The High Court in London has now heard arguments in the case of Miller and Santos v Secretary of State for Exiting the European Union. Full transcripts for each of the three days over which the court heard arguments are available here. However, for those with insufficient time (or energy) to read through over 550 pages of legal argument, Robert Craig on the Constitutional Law Association Blog has provided a helpful report of proceedings for each day, summarising the arguments made and the interventions from the bench. They can be found here, here, and here.
In short, the claimants argue that the Government do not have the power to decide to leave the EU or to notify the European Commission of this decision. This is because:
- The residual prerogative power which the Government intends to exercise has been superseded by primary legislation, namely the European Communities Act 1972, the European Union Act 2011, the devolution statutes, the Acts of Union, and the Constitutional Reform and Governance Act 2010;
- In the alternative, if prerogative power does exist, this power cannot be exercised to modify or remove fundamental rights. Leaving the EU will modify or remove various fundamental rights. The Government cannot use the prerogative power to decide to leave the EU or to notify the European Council of this decision in accordance with Article 50 because the inevitable result of triggering Article 50 is withdrawal from the EU. The UK withdrawing from the EU would remove or modify the fundamental rights of those living in the UK;
- In any case, use of the prerogative would be an abuse of power as it would undermine Parliamentary sovereignty and the will of Parliament, as expressed in primary legislation.
In response, the Government argues that:
- The decision to withdraw from the EU has already been taken. The Government is entitled to exercise its prerogative power to make and withdraw international treaties to implement this decision. Parliament has not curtailed the use of the prerogative in any of the legislation relied upon by the claimant;
- Triggering Article 50 (i.e. notifying the European Commission of the decision to withdraw from the EU) in itself would not amend any common law or statutory rights. Any changes will be a matter for negotiations, which will be subject to Parliamentary scrutiny, and implementation by primary legislation;
- The premise of the EU Referendum Act 2015 was that the outcome of the referendum would be implemented by the Government. The legislation was passed by Parliament on this clear understanding;
- The relief sought (a declaration that it would be unlawful for Government to issue a notification under Art 50 without an Act of Parliament authorising such notification) is constitutionally impermissible as it would trespass on proceedings in Parliament.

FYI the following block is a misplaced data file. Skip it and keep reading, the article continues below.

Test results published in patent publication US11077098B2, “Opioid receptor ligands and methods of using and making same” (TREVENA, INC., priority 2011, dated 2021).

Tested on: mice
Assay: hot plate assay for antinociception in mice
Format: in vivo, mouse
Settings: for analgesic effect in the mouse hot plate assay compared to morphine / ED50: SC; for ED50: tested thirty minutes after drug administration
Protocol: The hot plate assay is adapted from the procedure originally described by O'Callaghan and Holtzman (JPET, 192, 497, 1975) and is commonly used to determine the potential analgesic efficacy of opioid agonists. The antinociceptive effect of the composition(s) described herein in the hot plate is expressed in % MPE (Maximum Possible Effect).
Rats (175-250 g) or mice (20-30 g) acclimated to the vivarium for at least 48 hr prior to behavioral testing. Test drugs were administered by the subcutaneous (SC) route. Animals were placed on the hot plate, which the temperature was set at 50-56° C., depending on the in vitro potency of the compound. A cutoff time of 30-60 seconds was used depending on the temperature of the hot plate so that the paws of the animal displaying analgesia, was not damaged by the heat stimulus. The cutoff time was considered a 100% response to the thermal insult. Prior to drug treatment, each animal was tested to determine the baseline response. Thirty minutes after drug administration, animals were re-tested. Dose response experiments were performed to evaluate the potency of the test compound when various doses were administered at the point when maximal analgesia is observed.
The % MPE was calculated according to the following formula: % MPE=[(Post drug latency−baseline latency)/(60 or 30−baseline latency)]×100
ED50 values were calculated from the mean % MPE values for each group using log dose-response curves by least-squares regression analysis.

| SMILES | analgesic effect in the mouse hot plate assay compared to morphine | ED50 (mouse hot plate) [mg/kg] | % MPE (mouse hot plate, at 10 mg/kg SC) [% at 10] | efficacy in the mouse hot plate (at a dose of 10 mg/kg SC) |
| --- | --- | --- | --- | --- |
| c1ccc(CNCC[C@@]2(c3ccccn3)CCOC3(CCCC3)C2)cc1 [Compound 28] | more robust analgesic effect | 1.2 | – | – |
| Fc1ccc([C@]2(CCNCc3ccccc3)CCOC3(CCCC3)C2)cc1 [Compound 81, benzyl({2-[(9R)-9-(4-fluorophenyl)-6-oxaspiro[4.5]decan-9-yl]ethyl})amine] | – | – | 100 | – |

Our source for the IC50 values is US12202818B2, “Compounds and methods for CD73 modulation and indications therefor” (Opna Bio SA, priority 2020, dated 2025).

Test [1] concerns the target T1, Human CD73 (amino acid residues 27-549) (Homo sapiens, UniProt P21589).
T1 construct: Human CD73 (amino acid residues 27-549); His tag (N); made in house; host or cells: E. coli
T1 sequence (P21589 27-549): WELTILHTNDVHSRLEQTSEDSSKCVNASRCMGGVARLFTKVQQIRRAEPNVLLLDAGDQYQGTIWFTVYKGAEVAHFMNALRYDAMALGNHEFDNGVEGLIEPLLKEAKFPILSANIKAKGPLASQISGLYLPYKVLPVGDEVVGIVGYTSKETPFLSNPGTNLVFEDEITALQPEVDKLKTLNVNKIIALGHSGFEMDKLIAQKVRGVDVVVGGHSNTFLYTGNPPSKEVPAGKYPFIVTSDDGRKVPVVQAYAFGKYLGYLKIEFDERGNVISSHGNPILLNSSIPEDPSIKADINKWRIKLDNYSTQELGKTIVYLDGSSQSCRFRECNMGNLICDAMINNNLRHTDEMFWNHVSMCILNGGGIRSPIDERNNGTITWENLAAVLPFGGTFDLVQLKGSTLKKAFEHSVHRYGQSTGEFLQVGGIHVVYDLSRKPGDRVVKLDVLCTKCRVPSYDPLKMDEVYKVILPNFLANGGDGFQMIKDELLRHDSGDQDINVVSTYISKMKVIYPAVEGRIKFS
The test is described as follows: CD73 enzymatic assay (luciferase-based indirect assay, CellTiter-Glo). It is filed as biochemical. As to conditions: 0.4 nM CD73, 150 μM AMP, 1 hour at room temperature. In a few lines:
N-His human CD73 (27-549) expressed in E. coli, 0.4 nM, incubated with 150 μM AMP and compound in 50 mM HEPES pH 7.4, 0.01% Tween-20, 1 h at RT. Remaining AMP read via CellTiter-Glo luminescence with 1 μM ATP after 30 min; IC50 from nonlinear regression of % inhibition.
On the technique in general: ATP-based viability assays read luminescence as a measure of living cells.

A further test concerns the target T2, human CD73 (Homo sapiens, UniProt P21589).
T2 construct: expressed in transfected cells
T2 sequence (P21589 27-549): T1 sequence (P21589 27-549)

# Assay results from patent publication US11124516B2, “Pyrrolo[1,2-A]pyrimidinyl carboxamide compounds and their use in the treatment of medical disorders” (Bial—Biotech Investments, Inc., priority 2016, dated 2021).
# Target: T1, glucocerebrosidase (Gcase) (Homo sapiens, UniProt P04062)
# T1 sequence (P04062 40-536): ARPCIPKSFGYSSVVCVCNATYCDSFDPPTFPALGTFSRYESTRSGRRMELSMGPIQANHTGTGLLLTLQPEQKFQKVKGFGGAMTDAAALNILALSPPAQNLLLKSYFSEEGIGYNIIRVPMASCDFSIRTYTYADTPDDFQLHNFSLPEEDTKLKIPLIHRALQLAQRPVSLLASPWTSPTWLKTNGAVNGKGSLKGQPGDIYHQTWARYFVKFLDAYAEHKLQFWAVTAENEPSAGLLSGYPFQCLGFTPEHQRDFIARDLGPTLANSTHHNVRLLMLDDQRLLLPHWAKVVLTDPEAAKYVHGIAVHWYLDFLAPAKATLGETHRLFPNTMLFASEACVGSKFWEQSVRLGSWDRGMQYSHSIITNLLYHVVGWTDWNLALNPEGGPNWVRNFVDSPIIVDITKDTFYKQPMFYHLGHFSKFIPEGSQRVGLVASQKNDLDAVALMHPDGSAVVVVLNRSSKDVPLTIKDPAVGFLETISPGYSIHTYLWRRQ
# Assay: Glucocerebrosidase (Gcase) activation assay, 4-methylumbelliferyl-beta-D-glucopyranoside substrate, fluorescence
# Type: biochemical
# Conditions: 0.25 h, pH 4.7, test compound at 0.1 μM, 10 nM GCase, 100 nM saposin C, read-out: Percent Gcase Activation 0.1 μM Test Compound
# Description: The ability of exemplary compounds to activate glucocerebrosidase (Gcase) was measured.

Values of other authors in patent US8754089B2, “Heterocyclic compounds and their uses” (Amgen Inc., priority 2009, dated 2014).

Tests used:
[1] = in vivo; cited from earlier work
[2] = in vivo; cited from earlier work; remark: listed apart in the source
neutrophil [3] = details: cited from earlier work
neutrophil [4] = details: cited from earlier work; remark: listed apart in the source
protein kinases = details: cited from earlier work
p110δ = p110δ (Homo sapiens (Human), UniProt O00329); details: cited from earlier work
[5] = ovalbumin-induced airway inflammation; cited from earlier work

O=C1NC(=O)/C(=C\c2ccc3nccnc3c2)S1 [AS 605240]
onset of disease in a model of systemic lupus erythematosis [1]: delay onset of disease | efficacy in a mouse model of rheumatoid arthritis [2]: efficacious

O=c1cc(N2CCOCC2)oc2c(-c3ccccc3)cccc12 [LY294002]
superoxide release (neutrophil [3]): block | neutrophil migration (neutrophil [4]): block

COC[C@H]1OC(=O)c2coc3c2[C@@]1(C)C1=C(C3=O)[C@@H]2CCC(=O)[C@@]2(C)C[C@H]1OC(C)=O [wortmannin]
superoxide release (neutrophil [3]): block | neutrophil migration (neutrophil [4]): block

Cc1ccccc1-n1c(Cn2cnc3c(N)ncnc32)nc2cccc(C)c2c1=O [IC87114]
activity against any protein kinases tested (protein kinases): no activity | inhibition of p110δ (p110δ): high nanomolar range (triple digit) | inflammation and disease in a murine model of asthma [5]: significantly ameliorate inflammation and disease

The Government also suggested in their Skeleton Argument that, just as the decision to join the EU was non-justiciable (see Blackburn v Attorney General  1 WLR 1037 at 1040), the decision to leave the EU is non-justiciable. However, it appears to have been conceded at the hearing that, as the court is being asked to adjudicate on the narrow question of the existence or otherwise of the prerogative power, rather than the merits of the decision to leave the EU, the matter is justiciable (See pages 207 to 211 of the full transcript for 17 October 2016). Although the Government accepts that the matter is justiciable, they maintain that it would be constitutionally inappropriate for the court to grant the remedy sought.
Whilst all parties agree that the court cannot decide whether the UK should withdraw from the EU, it can decide who should make this decision; the Government or Parliament. I confess that this distinction was lost on me when, in an earlier blog post following the vote, I suggested the courts would be unlikely to accept an invitation to adjudicate on the matter.
Mark Elliot, Professor of Public Law at the University of Cambridge, whilst in agreement with the legal position espoused by the Government (see here), is critical of the way in which this position has been presented to the court (see here) and, with Alison Young of the University of Oxford, questions the Government’s position that the decision to leave the EU has already been taken (see here). Piet Eeckhout, Professor of European Law at UCL, provides further analysis of whether the decision has been taken from an external and EU law perspective here.
Needless to say, the case has attracted a great deal of interest from lawyers, constitutional academics, the press and the general public. It is unclear when the High Court’s much anticipated decision will be available. However, whatever the decision, it is unlikely to be the end of the matter. Whichever side is unsuccessful will most likely appeal. It is anticipated that there will be a ‘leap-frog’ appeal to the Supreme Court and that the case will be heard there before the end of the year. This is to ensure that, by the time Article 50 is triggered in March 2017, it is determined once and for all whether primary legislation from Parliament is necessary.